India among countries clocking revenue records that help Apple score ‘better than expected’ Q3 results

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Apple Thursday announced a “better than expected” $83.0 billion third quarter result, which CEO Tim Cook acknowledged was powered also by “June quarter revenue records in developed and emerging markets with double digit growth in Brazil, Indonesia and Vietnam, and a new doubling of revenue in India”.

In the earnings call with analysts after the results, answering questions on various factors driving the iPhone’s growth, Cook added: It’s the product and the innovation within the product that’s driving it. The other key variables such as size of the installed base have been growing significantly. We also set a June quarter record for switchers with strong double-digit growth that is fuelling the additional install base. We continue to execute across some significant geographies with low penetration of iPhones between Indonesia, Vietnam and India where we did quite well. iPhone tends to be the engine for those markets, particularly at the beginning of creating the market there for Apple products.”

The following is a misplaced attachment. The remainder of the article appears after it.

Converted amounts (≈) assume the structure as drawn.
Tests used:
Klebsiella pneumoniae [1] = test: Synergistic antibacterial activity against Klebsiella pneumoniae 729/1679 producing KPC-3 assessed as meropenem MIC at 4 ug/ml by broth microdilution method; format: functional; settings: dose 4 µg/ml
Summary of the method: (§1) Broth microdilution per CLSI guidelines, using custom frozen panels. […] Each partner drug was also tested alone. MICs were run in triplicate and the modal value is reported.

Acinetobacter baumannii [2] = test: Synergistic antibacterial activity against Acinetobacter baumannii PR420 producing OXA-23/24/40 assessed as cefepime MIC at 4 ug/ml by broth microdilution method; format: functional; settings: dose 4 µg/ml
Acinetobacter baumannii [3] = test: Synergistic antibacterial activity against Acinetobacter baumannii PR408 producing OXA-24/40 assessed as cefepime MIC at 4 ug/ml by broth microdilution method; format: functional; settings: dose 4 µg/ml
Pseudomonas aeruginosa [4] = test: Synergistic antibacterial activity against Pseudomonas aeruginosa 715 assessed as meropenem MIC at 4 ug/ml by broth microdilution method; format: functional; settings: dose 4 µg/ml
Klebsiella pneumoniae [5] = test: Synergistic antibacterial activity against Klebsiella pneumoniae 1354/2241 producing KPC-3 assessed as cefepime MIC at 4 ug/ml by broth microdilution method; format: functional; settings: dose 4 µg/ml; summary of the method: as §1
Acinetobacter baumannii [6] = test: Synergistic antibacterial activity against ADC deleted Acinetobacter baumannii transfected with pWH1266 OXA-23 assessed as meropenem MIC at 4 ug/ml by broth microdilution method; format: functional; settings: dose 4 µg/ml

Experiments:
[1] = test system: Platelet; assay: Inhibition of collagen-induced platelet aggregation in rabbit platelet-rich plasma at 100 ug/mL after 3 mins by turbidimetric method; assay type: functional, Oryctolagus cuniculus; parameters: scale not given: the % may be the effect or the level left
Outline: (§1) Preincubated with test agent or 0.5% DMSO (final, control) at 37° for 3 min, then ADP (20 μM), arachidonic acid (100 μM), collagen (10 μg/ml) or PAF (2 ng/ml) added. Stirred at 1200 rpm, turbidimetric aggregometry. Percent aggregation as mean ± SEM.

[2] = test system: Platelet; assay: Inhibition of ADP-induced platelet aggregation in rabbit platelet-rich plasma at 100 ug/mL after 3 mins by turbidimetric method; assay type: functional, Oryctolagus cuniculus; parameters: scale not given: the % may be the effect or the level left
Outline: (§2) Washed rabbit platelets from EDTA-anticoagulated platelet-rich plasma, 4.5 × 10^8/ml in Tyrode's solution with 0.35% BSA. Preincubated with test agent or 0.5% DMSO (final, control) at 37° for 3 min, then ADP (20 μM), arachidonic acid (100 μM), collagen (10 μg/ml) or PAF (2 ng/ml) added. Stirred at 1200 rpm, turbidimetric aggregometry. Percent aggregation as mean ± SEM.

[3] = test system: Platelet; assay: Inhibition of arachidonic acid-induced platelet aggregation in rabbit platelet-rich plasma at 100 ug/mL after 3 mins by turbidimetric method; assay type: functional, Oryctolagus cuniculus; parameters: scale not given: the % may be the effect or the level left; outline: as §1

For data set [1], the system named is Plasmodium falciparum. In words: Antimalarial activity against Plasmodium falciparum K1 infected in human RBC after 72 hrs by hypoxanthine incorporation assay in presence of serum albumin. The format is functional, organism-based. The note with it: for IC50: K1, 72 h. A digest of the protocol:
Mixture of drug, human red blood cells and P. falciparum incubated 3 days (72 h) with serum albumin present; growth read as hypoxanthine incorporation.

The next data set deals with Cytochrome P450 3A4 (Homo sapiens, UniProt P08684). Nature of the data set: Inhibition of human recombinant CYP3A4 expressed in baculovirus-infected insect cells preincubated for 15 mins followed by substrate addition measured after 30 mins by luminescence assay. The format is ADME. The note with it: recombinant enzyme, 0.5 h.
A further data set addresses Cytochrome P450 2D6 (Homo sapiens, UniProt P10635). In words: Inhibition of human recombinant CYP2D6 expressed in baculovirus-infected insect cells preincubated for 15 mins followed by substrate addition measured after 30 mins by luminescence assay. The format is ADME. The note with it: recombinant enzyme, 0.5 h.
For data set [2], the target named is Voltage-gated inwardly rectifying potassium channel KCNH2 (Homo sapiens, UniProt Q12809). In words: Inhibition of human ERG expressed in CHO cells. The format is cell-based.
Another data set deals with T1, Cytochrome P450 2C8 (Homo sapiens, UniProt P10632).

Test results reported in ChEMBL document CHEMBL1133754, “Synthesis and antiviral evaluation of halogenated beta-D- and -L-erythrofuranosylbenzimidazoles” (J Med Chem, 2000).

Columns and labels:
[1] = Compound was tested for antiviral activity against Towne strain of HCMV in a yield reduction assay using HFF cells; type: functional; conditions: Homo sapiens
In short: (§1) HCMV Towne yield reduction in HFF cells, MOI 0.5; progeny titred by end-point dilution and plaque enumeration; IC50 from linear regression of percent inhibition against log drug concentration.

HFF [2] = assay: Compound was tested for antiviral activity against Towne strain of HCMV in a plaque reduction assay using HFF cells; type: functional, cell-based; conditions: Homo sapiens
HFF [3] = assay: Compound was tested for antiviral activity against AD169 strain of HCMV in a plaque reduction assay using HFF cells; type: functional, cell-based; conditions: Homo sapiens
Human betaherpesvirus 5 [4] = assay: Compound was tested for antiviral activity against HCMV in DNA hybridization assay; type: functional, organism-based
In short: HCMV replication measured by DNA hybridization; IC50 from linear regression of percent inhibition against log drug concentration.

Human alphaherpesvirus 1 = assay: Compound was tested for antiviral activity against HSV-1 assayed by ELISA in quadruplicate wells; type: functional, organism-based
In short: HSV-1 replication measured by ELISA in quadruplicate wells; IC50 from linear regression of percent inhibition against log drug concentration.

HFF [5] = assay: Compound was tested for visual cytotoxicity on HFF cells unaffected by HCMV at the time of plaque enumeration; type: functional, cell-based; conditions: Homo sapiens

CFO Luca Maestri said Apple services had set “all time records in many countries around the world including the US, Mexico, Brazil, Korea and India.” Highlighting how enterprise adoption was helping Apple in these markets, he cited the example of Wipro among companies “increasingly investing in Apple products as a strategy to attract and retain talent”. “Wipro, another large mobile enterprise customer is investing in MacBook Air with M1 as a competitive advantage when recruiting new graduates globally- thanks to its superior performance and lower total cost of ownership,” he elaborated.

On the overall outlook for the coming quarter, Maestri said Apple believes its year-over-year revenue growth will accelerate during the September quarter “despite approximately 600 basis points of negative year-over-year impact from foreign exchange”. He said the supply constraints were expected to be lower next quarter than what was experienced in the June quarter. “Specifically related to Services, we expect revenue to grow but decelerate from the June quarter due to macroeconomic factors and foreign exchange.”

Cook said the majority of constraints last quarter were coming out of the “COVID restrictions that occurred, that resulted in plant closures and plants running at less than full utilisation for some amount of the quarter, in some cases, the majority of the quarter”. On the silicon shortage, Cook said the “constraint numbers for the September quarter will be less than they were in the June quarter”.

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